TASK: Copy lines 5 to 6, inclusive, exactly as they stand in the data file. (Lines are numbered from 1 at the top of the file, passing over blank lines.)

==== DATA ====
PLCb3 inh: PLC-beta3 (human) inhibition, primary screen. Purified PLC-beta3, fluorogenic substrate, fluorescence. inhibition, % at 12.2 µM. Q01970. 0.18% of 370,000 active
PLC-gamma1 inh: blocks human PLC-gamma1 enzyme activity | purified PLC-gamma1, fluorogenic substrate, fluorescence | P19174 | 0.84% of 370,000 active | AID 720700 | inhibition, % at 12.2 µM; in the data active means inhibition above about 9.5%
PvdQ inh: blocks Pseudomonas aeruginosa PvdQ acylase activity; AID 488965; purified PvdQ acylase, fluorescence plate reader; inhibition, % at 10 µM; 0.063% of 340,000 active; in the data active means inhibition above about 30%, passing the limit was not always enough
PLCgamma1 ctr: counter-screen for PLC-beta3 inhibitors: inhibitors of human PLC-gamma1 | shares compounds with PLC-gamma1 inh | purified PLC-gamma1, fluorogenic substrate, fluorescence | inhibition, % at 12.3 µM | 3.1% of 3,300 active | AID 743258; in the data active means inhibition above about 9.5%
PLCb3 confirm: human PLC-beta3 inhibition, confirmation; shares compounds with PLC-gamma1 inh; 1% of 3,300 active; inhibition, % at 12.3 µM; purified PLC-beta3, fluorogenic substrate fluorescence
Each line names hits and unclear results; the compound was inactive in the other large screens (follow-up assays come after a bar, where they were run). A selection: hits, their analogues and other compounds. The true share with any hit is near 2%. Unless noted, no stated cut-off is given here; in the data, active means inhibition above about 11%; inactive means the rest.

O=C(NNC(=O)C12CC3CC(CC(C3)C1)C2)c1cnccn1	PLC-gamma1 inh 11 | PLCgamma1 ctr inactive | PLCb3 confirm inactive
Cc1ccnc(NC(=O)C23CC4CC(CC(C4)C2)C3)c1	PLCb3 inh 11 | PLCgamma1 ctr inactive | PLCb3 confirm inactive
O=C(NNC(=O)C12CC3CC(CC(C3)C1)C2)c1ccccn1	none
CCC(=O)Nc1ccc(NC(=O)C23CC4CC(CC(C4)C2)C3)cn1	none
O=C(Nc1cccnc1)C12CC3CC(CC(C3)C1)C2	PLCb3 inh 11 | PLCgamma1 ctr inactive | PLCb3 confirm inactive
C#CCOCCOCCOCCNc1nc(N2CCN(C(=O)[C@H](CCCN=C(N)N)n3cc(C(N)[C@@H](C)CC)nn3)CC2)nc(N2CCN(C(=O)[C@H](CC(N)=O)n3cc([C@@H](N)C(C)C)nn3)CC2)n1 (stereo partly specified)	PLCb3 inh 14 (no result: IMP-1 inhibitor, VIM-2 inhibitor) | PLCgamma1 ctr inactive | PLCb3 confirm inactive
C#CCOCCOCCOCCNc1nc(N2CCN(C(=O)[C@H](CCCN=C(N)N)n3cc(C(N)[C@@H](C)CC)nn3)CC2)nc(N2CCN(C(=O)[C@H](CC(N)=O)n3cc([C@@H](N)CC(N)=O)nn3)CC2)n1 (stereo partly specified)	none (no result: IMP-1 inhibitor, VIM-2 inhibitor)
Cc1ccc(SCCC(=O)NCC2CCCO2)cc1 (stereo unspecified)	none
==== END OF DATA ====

PLCb3 confirm: human PLC-beta3 inhibition, confirmation; shares compounds with PLC-gamma1 inh; 1% of 3,300 active; inhibition, % at 12.3 µM; purified PLC-beta3, fluorogenic substrate fluorescence
Each line names hits and unclear results; the compound was inactive in the other large screens (follow-up assays come after a bar, where they were run). A selection: hits, their analogues and other compounds. The true share with any hit is near 2%. Unless noted, no stated cut-off is given here; in the data, active means inhibition above about 11%; inactive means the rest.